The Toronto Star Loves Commentary So Much, It Will No Longer Let You Comment

from the a-muzzled-readership-is-the-new-black dept

Add the Toronto Star to the growing list of websites which claim to love conversation with their readers so much, they will no longer be letting readers comment. As we've seen with countless news outlets over the last year, it's not just good enough to close your comment section, for some reason you must insult your readers' collective intelligence. This can easily be accomplished by pretending you're not closing down comments because you're too lazy and cheap to maintain a local community and moderators, but because you're looking out for the best interests of all mankind.

For example, Motherboard closed its comments section because it just really, really "valued discussion." The Verge informed its readers this year it was muzzling an entire readership because it was interested in "building relationships." Reuters, Recode, Popular Science all similarly insisted they were pressing the site visitor mute button because they simply adore the readership relationship and all it entails.

Not to be outdone by this parade of platitudes, Toronto Star Editor Michael Cooke this week also informed his site's readers the Star was eliminating the ability to comment on stories starting on Wednesday, December 16. Why? Because the news outlet simply adores its readership's passion and insight:
"We’ll also be working to foster more insightful commentary from our readers and engage with you in a more meaningful way. We have passionate, opinionated readers who are eager to get involved in conversations about politics, education, municipal issues, sports and more. You’re talking about the news on thestar.com, Facebook, Twitter, Instagram, Snapchat, Tumblr, LinkedIn and more — and we want to be able to capture all of these conversations."
How exactly will this be accomplished moving forward? Like all the other comment-killing websites, the Star will lazily shove its readers toward social media, while highlighting only Star approved user thoughts and feedback received privately via e-mail:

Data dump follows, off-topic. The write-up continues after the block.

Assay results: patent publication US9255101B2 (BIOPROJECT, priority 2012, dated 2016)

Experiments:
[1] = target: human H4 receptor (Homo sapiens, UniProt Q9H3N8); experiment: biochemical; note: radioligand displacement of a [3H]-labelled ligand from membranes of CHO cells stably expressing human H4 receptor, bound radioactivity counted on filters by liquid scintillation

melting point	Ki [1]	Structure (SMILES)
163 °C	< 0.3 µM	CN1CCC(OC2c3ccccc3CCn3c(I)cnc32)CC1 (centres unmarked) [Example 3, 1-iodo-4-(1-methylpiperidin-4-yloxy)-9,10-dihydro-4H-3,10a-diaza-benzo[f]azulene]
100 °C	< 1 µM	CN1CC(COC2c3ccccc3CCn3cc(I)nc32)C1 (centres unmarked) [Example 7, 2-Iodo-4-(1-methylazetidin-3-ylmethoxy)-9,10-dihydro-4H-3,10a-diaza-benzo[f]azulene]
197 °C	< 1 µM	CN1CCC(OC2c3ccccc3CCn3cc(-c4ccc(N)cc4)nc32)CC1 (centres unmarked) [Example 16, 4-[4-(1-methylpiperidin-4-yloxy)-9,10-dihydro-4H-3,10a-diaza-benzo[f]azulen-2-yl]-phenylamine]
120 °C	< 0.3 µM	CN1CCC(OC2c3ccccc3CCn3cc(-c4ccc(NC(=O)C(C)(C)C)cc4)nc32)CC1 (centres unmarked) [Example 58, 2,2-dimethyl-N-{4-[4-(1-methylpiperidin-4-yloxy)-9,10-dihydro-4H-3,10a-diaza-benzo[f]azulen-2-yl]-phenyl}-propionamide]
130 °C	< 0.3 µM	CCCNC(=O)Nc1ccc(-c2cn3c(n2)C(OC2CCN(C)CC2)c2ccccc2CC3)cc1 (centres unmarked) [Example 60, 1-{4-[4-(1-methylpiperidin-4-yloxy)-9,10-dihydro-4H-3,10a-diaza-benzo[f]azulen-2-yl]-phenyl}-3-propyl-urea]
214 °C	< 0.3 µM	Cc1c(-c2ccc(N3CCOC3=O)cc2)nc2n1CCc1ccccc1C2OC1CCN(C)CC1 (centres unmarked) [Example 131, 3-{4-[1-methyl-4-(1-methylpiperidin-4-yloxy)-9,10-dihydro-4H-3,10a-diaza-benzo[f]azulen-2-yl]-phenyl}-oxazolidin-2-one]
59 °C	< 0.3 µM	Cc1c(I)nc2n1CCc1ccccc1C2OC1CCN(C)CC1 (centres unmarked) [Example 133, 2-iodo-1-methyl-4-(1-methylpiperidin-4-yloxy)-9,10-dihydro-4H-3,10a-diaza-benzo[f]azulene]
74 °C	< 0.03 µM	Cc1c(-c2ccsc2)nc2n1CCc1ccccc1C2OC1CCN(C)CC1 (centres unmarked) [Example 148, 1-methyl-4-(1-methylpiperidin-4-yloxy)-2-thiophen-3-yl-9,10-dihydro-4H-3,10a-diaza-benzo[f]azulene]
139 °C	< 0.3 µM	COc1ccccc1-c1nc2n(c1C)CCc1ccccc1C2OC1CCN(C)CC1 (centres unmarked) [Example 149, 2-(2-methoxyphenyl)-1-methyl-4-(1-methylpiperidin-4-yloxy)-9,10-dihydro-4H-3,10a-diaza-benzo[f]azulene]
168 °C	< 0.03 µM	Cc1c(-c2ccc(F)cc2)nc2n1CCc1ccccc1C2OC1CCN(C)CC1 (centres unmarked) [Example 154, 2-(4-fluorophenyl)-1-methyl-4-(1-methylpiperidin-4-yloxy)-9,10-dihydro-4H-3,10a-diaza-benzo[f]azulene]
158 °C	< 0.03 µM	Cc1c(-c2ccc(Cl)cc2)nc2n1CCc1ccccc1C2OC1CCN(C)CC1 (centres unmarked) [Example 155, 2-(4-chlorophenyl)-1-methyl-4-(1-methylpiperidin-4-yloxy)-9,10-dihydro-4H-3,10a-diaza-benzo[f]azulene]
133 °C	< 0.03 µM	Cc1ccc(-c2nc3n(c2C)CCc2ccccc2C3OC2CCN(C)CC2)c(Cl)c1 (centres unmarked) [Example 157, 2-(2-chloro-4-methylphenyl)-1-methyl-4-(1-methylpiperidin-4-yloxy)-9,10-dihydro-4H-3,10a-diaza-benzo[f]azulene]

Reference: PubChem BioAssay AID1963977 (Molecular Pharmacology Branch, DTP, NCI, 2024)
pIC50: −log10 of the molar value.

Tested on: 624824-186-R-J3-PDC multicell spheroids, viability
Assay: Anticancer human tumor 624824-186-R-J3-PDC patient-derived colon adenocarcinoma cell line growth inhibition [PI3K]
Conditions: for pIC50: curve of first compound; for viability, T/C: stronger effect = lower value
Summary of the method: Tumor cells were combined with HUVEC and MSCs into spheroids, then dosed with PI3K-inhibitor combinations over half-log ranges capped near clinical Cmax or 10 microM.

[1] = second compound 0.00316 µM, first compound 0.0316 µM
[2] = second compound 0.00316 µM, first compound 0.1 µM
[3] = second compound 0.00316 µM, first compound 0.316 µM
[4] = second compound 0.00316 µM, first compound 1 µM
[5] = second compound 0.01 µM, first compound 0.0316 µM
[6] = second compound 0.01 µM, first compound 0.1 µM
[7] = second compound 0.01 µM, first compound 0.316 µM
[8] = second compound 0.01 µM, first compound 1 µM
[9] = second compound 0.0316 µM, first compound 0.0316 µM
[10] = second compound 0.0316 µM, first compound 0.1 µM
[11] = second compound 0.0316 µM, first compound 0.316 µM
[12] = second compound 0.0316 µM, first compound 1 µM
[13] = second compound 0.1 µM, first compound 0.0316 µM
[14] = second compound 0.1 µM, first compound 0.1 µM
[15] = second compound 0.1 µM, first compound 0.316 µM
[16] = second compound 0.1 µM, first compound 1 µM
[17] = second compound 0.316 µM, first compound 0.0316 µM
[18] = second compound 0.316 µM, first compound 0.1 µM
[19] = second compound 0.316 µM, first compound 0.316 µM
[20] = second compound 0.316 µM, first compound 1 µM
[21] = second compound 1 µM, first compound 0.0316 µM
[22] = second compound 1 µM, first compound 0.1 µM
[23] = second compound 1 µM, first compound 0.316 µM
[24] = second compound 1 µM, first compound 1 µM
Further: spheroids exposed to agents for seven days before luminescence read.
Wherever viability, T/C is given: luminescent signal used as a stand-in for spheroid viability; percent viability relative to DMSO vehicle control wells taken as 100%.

"Our objective is to highlight the most thoughtful, insightful and provocative comments from readers and to inspire discussion across other platforms and on thestar.com. We’re looking forward to hearing from you — weigh in today at comments@thestar.ca."
Like most news outlets, The Star dreams of returning to the bygone days of letters to the editor, when you could just pretend idiots and trolls didn't exist, highlighting only staff-approved thought and opinions. Who needs the bi-directional nature of the Internet? Who wants readers pointing out how your authors have screwed up a story? And frankly, who wants to get your loafers dirty interacting with the unwashed masses?

When you close your comment section you're telling your users you don't think their voices matter. When you then insist you closed comments for the sake of "improved conversation," you're telling those same muted customers you think they're all idiots.

As we note every time another site takes the ax to their on-site community, the idea of comment section as some kind of mythical, untameable monster is a myth. Data shows all it takes to dramatically raise the discourse bar in the comments section is actually showing up and giving half a damn. It's neither expensive nor time-consuming to do, but it's a whole lot easier to shut down all public, transparent user feedback, and then pretend it's for the good of the known universe.
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Filed Under: comments, feedback, newspapers, readership
Companies: toronto star


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  1. icon
    Whatever (profile), 18 Dec 2015 @ 8:36pm

    Not really unusual

    TorStar, like many other media sites, are starting to realize that the comments on their sites do only two things anymore: start fights and give a megaphone to 1%ers of all types. If the goal is engaging your readers, it fails if the readers are discouraged by the types of responses they get.

    Moderating it is a hell of a job. You cannot go with "community" monitoring like Techdirt for the simple reason that a newspaper doesn't have a "priest and choir" relationship with most of the readers. Most of the posters here on Techdirt are "amen" types, agreeing down the line with almost everything and at most raising minor and esoteric points. It's not hard to have a large choir that does the censorship for you. It works because you don't want a wide variety of viewpoints. A newspaper and news organizations need to accept a wide variety of viewpoints, which makes "self regulation" all but impossible.

    Media sites are starting to realize that getting clobbered by Drudge-bots and Libtards isn't a positive experience for their clients and doesn't add to their brand. Sometimes an open discussion is just not in their best interests.

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